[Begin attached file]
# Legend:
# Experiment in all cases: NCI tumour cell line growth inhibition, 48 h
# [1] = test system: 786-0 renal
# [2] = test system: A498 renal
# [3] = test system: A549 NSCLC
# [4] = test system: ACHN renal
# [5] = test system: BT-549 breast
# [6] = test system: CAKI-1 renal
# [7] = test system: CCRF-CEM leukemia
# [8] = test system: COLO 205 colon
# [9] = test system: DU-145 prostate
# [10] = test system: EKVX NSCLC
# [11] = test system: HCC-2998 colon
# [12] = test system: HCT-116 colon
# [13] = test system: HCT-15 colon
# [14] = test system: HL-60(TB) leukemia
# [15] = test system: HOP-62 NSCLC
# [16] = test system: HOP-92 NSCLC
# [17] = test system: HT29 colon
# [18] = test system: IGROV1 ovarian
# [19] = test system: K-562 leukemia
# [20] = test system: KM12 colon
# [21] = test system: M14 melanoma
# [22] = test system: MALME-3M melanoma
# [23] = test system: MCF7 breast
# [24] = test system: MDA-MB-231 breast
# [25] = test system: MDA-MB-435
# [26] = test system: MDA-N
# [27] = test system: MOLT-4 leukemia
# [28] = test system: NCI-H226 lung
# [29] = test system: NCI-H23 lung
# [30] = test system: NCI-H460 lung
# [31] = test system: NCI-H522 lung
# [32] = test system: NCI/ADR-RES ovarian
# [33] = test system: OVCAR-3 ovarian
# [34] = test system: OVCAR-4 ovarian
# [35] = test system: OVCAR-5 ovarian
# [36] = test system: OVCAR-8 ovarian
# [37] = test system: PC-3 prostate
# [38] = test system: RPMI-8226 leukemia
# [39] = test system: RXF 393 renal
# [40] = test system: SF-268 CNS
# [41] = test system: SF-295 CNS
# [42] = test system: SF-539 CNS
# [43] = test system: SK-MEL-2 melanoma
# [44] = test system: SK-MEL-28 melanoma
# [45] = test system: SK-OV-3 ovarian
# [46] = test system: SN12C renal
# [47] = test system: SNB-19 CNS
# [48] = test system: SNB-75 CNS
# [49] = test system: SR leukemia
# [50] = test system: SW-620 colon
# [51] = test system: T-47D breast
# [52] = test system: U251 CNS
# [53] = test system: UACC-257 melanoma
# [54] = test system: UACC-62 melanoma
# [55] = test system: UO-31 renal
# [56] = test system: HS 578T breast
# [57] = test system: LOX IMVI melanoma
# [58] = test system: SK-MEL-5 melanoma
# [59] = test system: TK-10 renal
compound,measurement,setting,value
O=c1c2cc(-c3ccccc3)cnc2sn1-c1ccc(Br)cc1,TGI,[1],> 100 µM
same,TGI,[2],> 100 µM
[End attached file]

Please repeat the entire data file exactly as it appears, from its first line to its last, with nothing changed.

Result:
# Legend:
# Experiment in all cases: NCI tumour cell line growth inhibition, 48 h
# [1] = test system: 786-0 renal
# [2] = test system: A498 renal
# [3] = test system: A549 NSCLC
# [4] = test system: ACHN renal
# [5] = test system: BT-549 breast
# [6] = test system: CAKI-1 renal
# [7] = test system: CCRF-CEM leukemia
# [8] = test system: COLO 205 colon
# [9] = test system: DU-145 prostate
# [10] = test system: EKVX NSCLC
# [11] = test system: HCC-2998 colon
# [12] = test system: HCT-116 colon
# [13] = test system: HCT-15 colon
# [14] = test system: HL-60(TB) leukemia
# [15] = test system: HOP-62 NSCLC
# [16] = test system: HOP-92 NSCLC
# [17] = test system: HT29 colon
# [18] = test system: IGROV1 ovarian
# [19] = test system: K-562 leukemia
# [20] = test system: KM12 colon
# [21] = test system: M14 melanoma
# [22] = test system: MALME-3M melanoma
# [23] = test system: MCF7 breast
# [24] = test system: MDA-MB-231 breast
# [25] = test system: MDA-MB-435
# [26] = test system: MDA-N
# [27] = test system: MOLT-4 leukemia
# [28] = test system: NCI-H226 lung
# [29] = test system: NCI-H23 lung
# [30] = test system: NCI-H460 lung
# [31] = test system: NCI-H522 lung
# [32] = test system: NCI/ADR-RES ovarian
# [33] = test system: OVCAR-3 ovarian
# [34] = test system: OVCAR-4 ovarian
# [35] = test system: OVCAR-5 ovarian
# [36] = test system: OVCAR-8 ovarian
# [37] = test system: PC-3 prostate
# [38] = test system: RPMI-8226 leukemia
# [39] = test system: RXF 393 renal
# [40] = test system: SF-268 CNS
# [41] = test system: SF-295 CNS
# [42] = test system: SF-539 CNS
# [43] = test system: SK-MEL-2 melanoma
# [44] = test system: SK-MEL-28 melanoma
# [45] = test system: SK-OV-3 ovarian
# [46] = test system: SN12C renal
# [47] = test system: SNB-19 CNS
# [48] = test system: SNB-75 CNS
# [49] = test system: SR leukemia
# [50] = test system: SW-620 colon
# [51] = test system: T-47D breast
# [52] = test system: U251 CNS
# [53] = test system: UACC-257 melanoma
# [54] = test system: UACC-62 melanoma
# [55] = test system: UO-31 renal
# [56] = test system: HS 578T breast
# [57] = test system: LOX IMVI melanoma
# [58] = test system: SK-MEL-5 melanoma
# [59] = test system: TK-10 renal
compound,measurement,setting,value
O=c1c2cc(-c3ccccc3)cnc2sn1-c1ccc(Br)cc1,TGI,[1],> 100 µM
same,TGI,[2],> 100 µM